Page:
Mark Twain famously wrote, "There is no distinctly native American criminal class except Congress." Peter Schweizer's new book, "Throw Them All Out," reveals this permanent political class in all its arrogant glory. (Full disclosure: Mr. Schweizer is employed by my political action committee as a foreign-policy adviser.)
Mr. Schweizer answers the questions so many of us have asked. I addressed this in a speech in Iowa last Labor Day weekend. How do politicians who arrive in Washington, D.C. as men and women of modest means leave as millionaires? How do they miraculously accumulate wealth at a rate faster than the rest of us? How do politicians' stock portfolios outperform even the best hedge-fund managers'? I answered the question in that speech: Politicians derive power from the authority of their office and their access to our tax dollars, and they use that power to enrich and shield themselves.
All valid and excellent questions posed by Mrs. Palin. Now if only she could be a little more credible on the issue. From when she was a governor:
Sarah Palin and her husband have pieced together a uniquely Alaskan income that reached comfortably into six figures even before she became governor, capitalizing on valuable fishing rights, a series of land deals and a patchwork of other ventures to build an above-average lifestyle. Add up the couple’s 2007 income and the estimated value of their property and investments, and they appear to be worth at least $1.2 million. [...] Palin this week characterized herself as “an everyday, working-class American” who knows how it feels when the stock market takes a hit.
The Palins’ total income last year was split almost evenly between Sarah Palin’s white-collar job and her husband’s blue-collar work. [...] These figures do not include nearly $17,000 in per diem payments Palin received for 312 nights spent in her own home since she was elected governor; she also has received $43,490 to cover travel costs for her husband and children.
In addition, each member of the Palin family received $1,654 in state oil royalties paid to all Alaskans. The Palins’ assets seem enviable: a half-million-dollar home on a lake with a float-plane at the dock, two vacation retreats, commercial-fishing rights worth an estimated $50,000 or more and an income last year of at least $230,000.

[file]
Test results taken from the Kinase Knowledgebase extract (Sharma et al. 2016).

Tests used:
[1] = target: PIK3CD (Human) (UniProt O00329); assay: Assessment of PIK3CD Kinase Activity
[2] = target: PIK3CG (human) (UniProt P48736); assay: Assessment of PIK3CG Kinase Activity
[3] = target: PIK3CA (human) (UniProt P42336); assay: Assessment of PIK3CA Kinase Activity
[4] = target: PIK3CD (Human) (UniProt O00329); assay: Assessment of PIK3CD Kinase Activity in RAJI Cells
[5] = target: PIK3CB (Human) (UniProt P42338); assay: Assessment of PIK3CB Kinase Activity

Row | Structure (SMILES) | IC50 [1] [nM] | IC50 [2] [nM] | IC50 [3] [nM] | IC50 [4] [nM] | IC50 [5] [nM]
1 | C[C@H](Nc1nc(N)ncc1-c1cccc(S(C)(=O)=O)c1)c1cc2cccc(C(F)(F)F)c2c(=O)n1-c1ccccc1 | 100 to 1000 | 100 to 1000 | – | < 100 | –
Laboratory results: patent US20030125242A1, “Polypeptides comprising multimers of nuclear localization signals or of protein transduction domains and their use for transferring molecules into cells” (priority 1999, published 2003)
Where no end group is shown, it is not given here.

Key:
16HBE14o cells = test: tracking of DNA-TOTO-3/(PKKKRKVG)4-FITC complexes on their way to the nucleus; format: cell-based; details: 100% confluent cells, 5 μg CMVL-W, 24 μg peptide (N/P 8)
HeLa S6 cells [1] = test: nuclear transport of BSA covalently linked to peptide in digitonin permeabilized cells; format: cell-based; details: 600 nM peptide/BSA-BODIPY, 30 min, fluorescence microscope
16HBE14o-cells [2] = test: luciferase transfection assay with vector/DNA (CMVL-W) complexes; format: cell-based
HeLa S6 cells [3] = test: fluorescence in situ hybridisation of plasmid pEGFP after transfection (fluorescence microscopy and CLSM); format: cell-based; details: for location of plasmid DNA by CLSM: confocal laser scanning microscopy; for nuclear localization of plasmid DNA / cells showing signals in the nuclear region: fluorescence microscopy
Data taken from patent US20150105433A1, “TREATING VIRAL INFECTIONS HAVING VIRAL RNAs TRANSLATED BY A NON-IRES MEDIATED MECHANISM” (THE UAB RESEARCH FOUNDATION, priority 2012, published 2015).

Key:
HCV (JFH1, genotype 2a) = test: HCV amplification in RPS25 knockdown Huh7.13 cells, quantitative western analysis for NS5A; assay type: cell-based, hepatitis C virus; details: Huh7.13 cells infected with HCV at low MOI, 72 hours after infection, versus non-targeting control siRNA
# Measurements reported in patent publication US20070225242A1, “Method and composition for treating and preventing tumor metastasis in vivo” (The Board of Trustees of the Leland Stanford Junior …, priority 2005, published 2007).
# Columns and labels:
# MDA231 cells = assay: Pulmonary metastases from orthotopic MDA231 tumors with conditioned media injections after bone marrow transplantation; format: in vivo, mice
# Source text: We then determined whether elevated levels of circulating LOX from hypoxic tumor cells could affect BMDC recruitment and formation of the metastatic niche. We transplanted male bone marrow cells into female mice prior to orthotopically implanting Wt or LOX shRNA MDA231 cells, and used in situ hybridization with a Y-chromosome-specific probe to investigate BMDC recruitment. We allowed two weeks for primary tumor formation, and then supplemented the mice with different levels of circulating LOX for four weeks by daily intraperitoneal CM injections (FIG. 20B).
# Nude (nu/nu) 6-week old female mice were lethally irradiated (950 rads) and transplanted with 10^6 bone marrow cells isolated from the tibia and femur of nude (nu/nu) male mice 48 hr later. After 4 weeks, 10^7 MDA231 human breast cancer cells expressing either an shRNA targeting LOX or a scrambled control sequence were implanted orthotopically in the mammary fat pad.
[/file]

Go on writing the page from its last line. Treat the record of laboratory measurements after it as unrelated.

It's okay. I'll take pro-reform and pro-transparecy rhetoric anywhere I can get it these days. And I must say, this sudden burst of interest by Mrs. Palin in taking up the torch of reform and lighting a fire under government corruption is a welcomed event. A long-awaited event, really. A really, really, really long-awaited event:
As She Steps Down, Palin Promises She'll Reclaim Ethics Crusade
Saturday, July 25, 2009
ANCHORAGE -- Sarah Palin, who rose from obscurity to become Alaska's governor three years ago, began her career as a combative whistleblower crusading against state political corruption. She accused GOP leaders of violating ethics laws, then publicized details of the confidential investigations.
Now, as Palin prepares to step down Sunday, 18 months before the end of her term, she vows to resurrect her early crusader image on a national stage, even as she complains that she has been saddled with what she calls "frivolous" ethics complaints and legal bills.
"I'm not leaving the governorship because of any particular ethics complaint. Rather, I have explained that the millions of dollars spent by the state and the diversion of resources to address politically inspired records requests, personnel board costs and wasting staff time is unnecessary and harmful to the state," Palin said in written comments to The Washington Post. "I will take the battle nationally and I won't shy away from challenging the powerful, the entrenched, the corrupt and anyone standing in the way of getting our country back on the right track."
What has Sarah Palin done in the two years plus she left office? Did she indeed become a warrior for transparency and a crusader against corruption, as she promised? From 2010:
Pundits can debate the political costs and benefits of Sarah Palin's decision to step down as Alaska governor, but the monetary advantages of leaving her $125,000-a-year public service post are beyond dispute.
Since leaving office at the end of July 2009, the 2008 Republican vice presidential nominee has brought in at least 100 times her old salary – a haul now estimated at more than $12 million -- through television and book deals and a heavy schedule of speaking appearances worth five and six figures.